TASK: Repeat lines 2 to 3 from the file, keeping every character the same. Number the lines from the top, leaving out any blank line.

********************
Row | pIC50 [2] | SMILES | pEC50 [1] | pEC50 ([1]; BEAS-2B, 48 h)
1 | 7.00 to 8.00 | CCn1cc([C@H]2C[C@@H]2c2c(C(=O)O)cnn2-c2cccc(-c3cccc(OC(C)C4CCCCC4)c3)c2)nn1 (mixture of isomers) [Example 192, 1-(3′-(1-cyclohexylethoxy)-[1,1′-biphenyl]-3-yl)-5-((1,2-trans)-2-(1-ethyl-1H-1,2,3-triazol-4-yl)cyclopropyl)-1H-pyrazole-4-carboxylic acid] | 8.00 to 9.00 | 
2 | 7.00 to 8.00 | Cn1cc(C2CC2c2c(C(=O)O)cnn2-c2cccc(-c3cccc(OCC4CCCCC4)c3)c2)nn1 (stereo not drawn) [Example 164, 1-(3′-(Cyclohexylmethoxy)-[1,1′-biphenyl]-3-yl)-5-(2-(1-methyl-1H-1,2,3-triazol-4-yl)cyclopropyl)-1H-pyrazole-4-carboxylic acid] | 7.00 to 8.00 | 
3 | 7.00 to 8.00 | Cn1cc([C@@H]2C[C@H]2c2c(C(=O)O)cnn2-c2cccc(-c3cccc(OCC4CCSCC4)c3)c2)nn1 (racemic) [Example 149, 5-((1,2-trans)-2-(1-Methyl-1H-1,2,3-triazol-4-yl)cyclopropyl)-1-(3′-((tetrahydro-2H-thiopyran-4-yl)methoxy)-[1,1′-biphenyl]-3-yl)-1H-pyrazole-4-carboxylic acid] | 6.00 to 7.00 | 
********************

1 | 7.00 to 8.00 | CCn1cc([C@H]2C[C@@H]2c2c(C(=O)O)cnn2-c2cccc(-c3cccc(OC(C)C4CCCCC4)c3)c2)nn1 (mixture of isomers) [Example 192, 1-(3′-(1-cyclohexylethoxy)-[1,1′-biphenyl]-3-yl)-5-((1,2-trans)-2-(1-ethyl-1H-1,2,3-triazol-4-yl)cyclopropyl)-1H-pyrazole-4-carboxylic acid] | 8.00 to 9.00 | 
2 | 7.00 to 8.00 | Cn1cc(C2CC2c2c(C(=O)O)cnn2-c2cccc(-c3cccc(OCC4CCCCC4)c3)c2)nn1 (stereo not drawn) [Example 164, 1-(3′-(Cyclohexylmethoxy)-[1,1′-biphenyl]-3-yl)-5-(2-(1-methyl-1H-1,2,3-triazol-4-yl)cyclopropyl)-1H-pyrazole-4-carboxylic acid] | 7.00 to 8.00 | 